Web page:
Plus, the collation and analysis of these standardized interviews—using either off-the-shelf Stay Interview software or a custom software solution—may enable you to develop business-wide policies based on concerns widely shared by your employees, he says.

  • Make Sure the Employee’s Manager—and Not HR—Is the Primary Interviewer: Given that an employee generally has a day-to-day relationship with a manager—rather than HR—it’s critical that the manager conduct the Stay Interview, according to Christopher Mulligan, CEO, TalentKeepers.
  • Be Ready to Be the Listener—and Hear Some Things You’d Rather Not Hear: “The employee should talk the majority of the Stay Interview, as the interviewer listens and takes notes on key points and concerns.

“In order to be effective, the management team must approach these interviews with an open mind and with humility.

“It will be common when the employee may not like something or want a change in their work environment. And it is easy for managers and especially owners to take the criticism personally.

“Leave your ego at home, and be ready to listen for ways you can improve your business and the loyalty of your employees.”

  • Experiment With the frequency of Your Stay Interviews: Recruiting experts interviewed for this piece were all over the map on how often to schedule Stay Interviews.

Mulligan suggests at least once a quarter with the first interview scheduled within 14 days of the hire.

Michael Murphy, CEO, Platinum Group, agrees: “Frequent—possibly quarterly—check-ins can keep things relevant, addressing what might be top-of-mind for employees.

“The exact frequency will depend on the current climate of the company:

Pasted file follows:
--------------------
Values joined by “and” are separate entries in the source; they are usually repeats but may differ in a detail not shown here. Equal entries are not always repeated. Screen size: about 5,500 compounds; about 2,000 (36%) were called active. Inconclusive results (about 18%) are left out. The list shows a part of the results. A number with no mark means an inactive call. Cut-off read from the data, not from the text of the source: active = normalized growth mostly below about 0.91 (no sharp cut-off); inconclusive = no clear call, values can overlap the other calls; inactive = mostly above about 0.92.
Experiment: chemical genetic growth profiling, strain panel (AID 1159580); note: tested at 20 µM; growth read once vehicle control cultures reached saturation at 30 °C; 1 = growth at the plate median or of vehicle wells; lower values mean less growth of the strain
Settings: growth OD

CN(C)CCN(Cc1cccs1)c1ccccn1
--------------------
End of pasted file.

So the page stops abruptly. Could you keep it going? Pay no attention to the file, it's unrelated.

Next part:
• Are there big shifts in direction that might affect people’s well-being?
  • Or, are there external forces at play that require pivots, where utilizing each employee’s skills to the maximum are essential?”

Kaye thinks as often as once a month could work.

And Meagan Johnson, an expert on fostering optimum workplaces that feature multi-generations (and co-author of Generations, Inc.) thinks a Stay Interview should be scheduled immediately “if you feel that someone’s becoming discouraged, disheartened, burnt out,” or similar.

Adds Peacock: “The most important thing is for the employee to know you will listen on a regular basis.”

  • Telegraph Clearly That the Stay Interview Will Be a Safe Space for the Employee: The very premise of the Stay Interview—‘Tell me what’s on your mind, good and bad’—demands real trust from the employee.

This means you’ll want to be sure employees are convinced they won’t be penalized for what they say.

Says Mulligan: “Executed properly, stay interviews provide a safe, structured discussion for team members to share their career growth aspirations, how they prefer to be led, engaged and recognized.”

  • Be Prepared to Dig Deep: The more granular you’re able to get with your Stay Interview, the more likely you’ll be able to effect real, productive change.

Jim Peacock, owner/principal, Peak Careers Consulting, for example, discovered—with a little digging—that one of his employees was secretly pining for some imaging software. She wanted the new tool to enable her work to appear more artistic and professional.

Says Peacock: “This was a minor thing for me and a convenience thing for her. I would never have known if I had not asked her.”

  • Have Answers Ready for Those Tough Questions: While many managers are reluctant to do Stay Interviews for fear they’ll be unable to deliver on some employee requests, Kaye recommends managers be honest about what they’re actually able to do—and then focus on those capabilities.

“Our research has proved that if managers are willing to hang in and drill deeper,” they’ll be able to find three or four changes for an employee that they’re able to make, Kaye says.

  • Ensure You Follow Through: Probably the easiest way to sabotage your Stay Interviews is to nod and smile—and then do nothing.

Most employees realize that asking for the moon will get them nowhere. But they’ll also be thoroughly disenchanted if you ask them to share openly and then ignore all their concerns.

Says Platinum Group’s Murphy: “Letting them know they are heard by the actions you take after the interview is the most powerful thing you can do.” Adds Burr: “If the organization fails to act, employees will never trust the process again.”

Joe Dysart is an internet speaker and business consultant based in Manhattan.